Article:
To install click the Add extension button. That's it.

The source code for the WIKI 2 extension is being checked by specialists of the Mozilla Foundation, Google, and Apple. You could also do it yourself at any point in time.

Kelly Slayton
Congratulations on this excellent venture… what a great idea!
Alexander Grigorievskiy
I use WIKI 2 every day and almost forgot how the original Wikipedia looks like.
Live Statistics
English Articles
Improved in 24 Hours
Added in 24 Hours
Show all languages
What we do. Every page goes through several hundred of perfecting techniques; in live mode. Quite the same Wikipedia. Just better.

Milton A. Romjue

From Wikipedia, the free encyclopedia

Milton Andrew Romjue
Milton Andrew Romjue circa 1917.jpg
Romjue circa 1917
Member of the
U.S. House of Representatives
from Missouri
In office
March 4, 1917 – March 3, 1921
Preceded byJames Tilghman Lloyd
Succeeded byFrank C. Millspaugh
Constituency1st district
In office
March 4, 1923 – January 3, 1943
Preceded byFrank C. Millspaugh
Succeeded bySamuel W. Arnold
Constituency1st district (1923–33)
At-large (1933–35)
1st district (1935–43)
Personal details
Born(1874-12-05)December 5, 1874
Macon County, Missouri
DiedJanuary 23, 1968(1968-01-23) (aged 93)
Macon, Missouri
Political partyDemocratic
Spouse(s)Mary Ann "Maude" Nickell (Thompson) Romjue (1880–1963)
ChildrenLawson Romjue b. 1907
Alma materUniversity of Missouri
OccupationLawyer, career politician.

Milton Andrew Romjue (December 5, 1874 – January 23, 1968) was a U.S. Representative from Missouri.

Personal life and education

Congressman Romjue was born to Andrew Jackson Romjue (1840–1904) & Susan E. (Roan) Romjue (1843–1931) on December 5, 1874 near Love Lake, Macon County, Missouri. He attended Macon County rural schools and the Missouri State Normal School in Kirksville (now known as Truman State University) before being admitted to the University of Missouri, where he graduated from the law department in 1904. He married Maude Nickell Thompson on July 11, 1900. They had one child, a son, Lawson, born in 1907. Lawson followed in his father's footsteps to the University of Missouri to become an attorney and served in private practice for many decades.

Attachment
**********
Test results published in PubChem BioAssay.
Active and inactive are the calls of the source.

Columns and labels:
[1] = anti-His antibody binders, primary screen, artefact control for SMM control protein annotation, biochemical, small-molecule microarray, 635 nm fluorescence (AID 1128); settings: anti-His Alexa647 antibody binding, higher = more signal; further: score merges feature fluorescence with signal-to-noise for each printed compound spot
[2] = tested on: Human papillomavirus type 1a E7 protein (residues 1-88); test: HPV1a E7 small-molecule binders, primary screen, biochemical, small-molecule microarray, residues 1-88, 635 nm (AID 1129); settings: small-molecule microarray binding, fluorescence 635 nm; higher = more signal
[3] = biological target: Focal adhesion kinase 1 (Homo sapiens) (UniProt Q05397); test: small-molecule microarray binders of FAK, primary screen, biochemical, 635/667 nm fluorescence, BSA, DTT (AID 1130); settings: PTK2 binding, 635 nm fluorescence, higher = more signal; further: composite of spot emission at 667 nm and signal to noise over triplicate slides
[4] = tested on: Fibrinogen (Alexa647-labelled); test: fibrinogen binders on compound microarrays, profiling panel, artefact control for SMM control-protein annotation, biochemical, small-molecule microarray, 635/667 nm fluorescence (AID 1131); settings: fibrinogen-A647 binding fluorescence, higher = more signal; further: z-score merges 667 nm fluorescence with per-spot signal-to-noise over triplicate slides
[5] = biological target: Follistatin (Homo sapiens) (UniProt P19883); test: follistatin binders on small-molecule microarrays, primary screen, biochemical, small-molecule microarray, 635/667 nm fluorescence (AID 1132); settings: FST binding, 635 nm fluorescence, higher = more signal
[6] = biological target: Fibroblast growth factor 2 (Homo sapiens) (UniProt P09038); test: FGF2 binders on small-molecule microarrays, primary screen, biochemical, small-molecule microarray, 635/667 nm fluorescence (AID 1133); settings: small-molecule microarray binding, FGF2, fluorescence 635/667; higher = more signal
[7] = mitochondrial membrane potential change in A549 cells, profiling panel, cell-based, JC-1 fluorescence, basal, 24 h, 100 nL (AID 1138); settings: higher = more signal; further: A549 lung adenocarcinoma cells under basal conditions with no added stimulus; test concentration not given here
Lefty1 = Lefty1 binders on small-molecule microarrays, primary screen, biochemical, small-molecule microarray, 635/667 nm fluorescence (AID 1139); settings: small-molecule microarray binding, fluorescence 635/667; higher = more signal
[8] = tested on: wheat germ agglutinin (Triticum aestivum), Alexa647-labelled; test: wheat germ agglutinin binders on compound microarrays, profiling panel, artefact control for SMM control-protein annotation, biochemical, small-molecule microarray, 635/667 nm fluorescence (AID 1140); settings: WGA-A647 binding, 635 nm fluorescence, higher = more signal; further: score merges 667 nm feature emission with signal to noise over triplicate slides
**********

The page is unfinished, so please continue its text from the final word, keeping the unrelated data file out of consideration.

Mr. Romjue was admitted to the Missouri bar in 1904 and immediately began a practice in Macon, Missouri. Early work included serving as city attorney for Higbee, Missouri in 1904 and 1905, then judge of the Macon County probate court from 1907 to 1915. Active in Missouri politics since his college years, Romjue won his party's nomination, then the general election in 1916 as a Democrat to the Sixty-fifth and Sixty-sixth Congresses (March 4, 1917 – March 3, 1921). He was an unsuccessful candidate for reelection in 1920 to the Sixty-seventh Congress. Congressman Romjue returned to private practice for the next two years until being elected to the Sixty-eighth and to the nine succeeding Congresses (March 4, 1923 – January 3, 1943). Congressional career highlights include serving as chairman of the Committee on the Post Office and Post Roads (Seventy-sixth and Seventy-seventh Congresses) where he was able to help shape needed reforms and modernization to the U.S. Postal Service. While serving as a delegate to the 1928 Democratic National Convention, Congressman Romjue became friends with future President Franklin D. Roosevelt, and could always be counted on as a strong supporter of FDR's New Deal legislation in the 1930s—especially Social Security, help for farmers, and wounded military veterans. The congressman also worked closely with other Missouri politicians to secure for the state military bases like Fort Leonard Wood and Camp Crowder as America geared up for World War II.

Failing to win re-election in 1942 to the Seventy-eighth Congress, Romjue returned to Macon County where he resumed the practice of law and also engaged in farming and livestock production. Congressman Romjue died January 23, 1968 in Macon, Missouri and was interred in that city's Oakwood Cemetery.


 This article incorporates public domain material from the Biographical Directory of the United States Congress website

  • United States Congress. "Milton A. Romjue (id: R000418)". Biographical Directory of the United States Congress.

External links

U.S. House of Representatives
Preceded by
James Tilghman Lloyd
Member of the U.S. House of Representatives
from Missouri's 1st congressional district

March 4, 1917 – March 3, 1921
Succeeded by
Frank C. Millspaugh
Preceded by
Frank C. Millspaugh
Member of the U.S. House of Representatives
from Missouri's 1st congressional district

March 4, 1923 – March 3, 1933
District abolished
New district Member of the U.S. House of Representatives
from Missouri's at-large congressional district

March 4, 1933 – January 3, 1935
District abolished
New district Member of the U.S. House of Representatives
from Missouri's 1st congressional district

January 3, 1935 – January 3, 1943
Succeeded by
Samuel W. Arnold
This page was last edited on 5 August 2020, at 17:23
Basis of this page is in Wikipedia. Text is available under the CC BY-SA 3.0 Unported License. Non-text media are available under their specified licenses. Wikipedia® is a registered trademark of the Wikimedia Foundation, Inc. WIKI 2 is an independent company and has no affiliation with Wikimedia Foundation.